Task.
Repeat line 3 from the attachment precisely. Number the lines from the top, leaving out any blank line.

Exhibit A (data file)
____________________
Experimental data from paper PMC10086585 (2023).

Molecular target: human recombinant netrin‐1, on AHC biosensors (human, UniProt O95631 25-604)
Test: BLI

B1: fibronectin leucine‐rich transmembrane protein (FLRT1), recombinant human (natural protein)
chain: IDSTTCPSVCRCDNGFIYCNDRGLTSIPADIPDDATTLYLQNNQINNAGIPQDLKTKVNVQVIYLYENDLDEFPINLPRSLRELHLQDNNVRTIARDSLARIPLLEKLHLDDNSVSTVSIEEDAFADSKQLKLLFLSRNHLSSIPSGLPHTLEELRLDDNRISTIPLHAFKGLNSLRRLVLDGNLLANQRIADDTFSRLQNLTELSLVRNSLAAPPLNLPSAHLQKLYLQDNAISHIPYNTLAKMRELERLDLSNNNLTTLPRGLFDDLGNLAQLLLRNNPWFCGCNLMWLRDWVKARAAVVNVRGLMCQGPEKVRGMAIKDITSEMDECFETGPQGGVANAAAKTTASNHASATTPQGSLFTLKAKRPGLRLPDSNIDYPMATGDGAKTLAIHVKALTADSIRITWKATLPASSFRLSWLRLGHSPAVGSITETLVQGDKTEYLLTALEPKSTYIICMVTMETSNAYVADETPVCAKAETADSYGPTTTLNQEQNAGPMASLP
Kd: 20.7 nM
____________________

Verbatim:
Test: BLI